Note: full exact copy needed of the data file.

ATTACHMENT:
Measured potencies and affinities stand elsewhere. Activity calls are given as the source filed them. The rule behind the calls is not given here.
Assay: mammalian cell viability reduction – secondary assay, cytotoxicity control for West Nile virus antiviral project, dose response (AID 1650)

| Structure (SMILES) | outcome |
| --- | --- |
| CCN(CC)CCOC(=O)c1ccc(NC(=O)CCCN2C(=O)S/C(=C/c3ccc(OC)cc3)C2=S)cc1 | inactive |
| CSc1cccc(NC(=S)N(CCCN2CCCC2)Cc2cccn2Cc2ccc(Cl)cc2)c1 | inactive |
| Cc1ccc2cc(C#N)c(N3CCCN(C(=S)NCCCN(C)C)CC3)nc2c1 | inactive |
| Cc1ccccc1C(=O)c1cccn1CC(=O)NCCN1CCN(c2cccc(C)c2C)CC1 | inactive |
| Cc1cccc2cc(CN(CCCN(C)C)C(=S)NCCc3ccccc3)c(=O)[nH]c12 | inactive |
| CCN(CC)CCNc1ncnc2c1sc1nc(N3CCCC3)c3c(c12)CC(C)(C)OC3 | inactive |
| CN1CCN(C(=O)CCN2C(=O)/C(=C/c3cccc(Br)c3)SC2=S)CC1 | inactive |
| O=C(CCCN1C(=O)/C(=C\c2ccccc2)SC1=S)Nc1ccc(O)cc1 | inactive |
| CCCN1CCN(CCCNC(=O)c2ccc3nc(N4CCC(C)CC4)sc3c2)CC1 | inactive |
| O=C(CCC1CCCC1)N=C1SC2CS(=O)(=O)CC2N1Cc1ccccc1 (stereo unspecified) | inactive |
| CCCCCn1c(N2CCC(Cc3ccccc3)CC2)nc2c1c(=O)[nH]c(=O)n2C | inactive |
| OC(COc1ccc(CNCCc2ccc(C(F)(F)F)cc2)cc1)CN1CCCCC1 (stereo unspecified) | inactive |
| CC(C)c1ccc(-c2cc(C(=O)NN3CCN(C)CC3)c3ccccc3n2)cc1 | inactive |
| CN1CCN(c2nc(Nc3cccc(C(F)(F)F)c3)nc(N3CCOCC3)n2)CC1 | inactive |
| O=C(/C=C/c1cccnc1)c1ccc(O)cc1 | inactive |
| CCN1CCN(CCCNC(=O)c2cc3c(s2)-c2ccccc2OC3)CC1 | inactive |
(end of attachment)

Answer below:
Measured potencies and affinities stand elsewhere. Activity calls are given as the source filed them. The rule behind the calls is not given here.
Assay: mammalian cell viability reduction – secondary assay, cytotoxicity control for West Nile virus antiviral project, dose response (AID 1650)

| Structure (SMILES) | outcome |
| --- | --- |
| CCN(CC)CCOC(=O)c1ccc(NC(=O)CCCN2C(=O)S/C(=C/c3ccc(OC)cc3)C2=S)cc1 | inactive |
| CSc1cccc(NC(=S)N(CCCN2CCCC2)Cc2cccn2Cc2ccc(Cl)cc2)c1 | inactive |
| Cc1ccc2cc(C#N)c(N3CCCN(C(=S)NCCCN(C)C)CC3)nc2c1 | inactive |
| Cc1ccccc1C(=O)c1cccn1CC(=O)NCCN1CCN(c2cccc(C)c2C)CC1 | inactive |
| Cc1cccc2cc(CN(CCCN(C)C)C(=S)NCCc3ccccc3)c(=O)[nH]c12 | inactive |
| CCN(CC)CCNc1ncnc2c1sc1nc(N3CCCC3)c3c(c12)CC(C)(C)OC3 | inactive |
| CN1CCN(C(=O)CCN2C(=O)/C(=C/c3cccc(Br)c3)SC2=S)CC1 | inactive |
| O=C(CCCN1C(=O)/C(=C\c2ccccc2)SC1=S)Nc1ccc(O)cc1 | inactive |
| CCCN1CCN(CCCNC(=O)c2ccc3nc(N4CCC(C)CC4)sc3c2)CC1 | inactive |
| O=C(CCC1CCCC1)N=C1SC2CS(=O)(=O)CC2N1Cc1ccccc1 (stereo unspecified) | inactive |
| CCCCCn1c(N2CCC(Cc3ccccc3)CC2)nc2c1c(=O)[nH]c(=O)n2C | inactive |
| OC(COc1ccc(CNCCc2ccc(C(F)(F)F)cc2)cc1)CN1CCCCC1 (stereo unspecified) | inactive |
| CC(C)c1ccc(-c2cc(C(=O)NN3CCN(C)CC3)c3ccccc3n2)cc1 | inactive |
| CN1CCN(c2nc(Nc3cccc(C(F)(F)F)c3)nc(N3CCOCC3)n2)CC1 | inactive |
| O=C(/C=C/c1cccnc1)c1ccc(O)cc1 | inactive |
| CCN1CCN(CCCNC(=O)c2cc3c(s2)-c2ccccc2OC3)CC1 | inactive |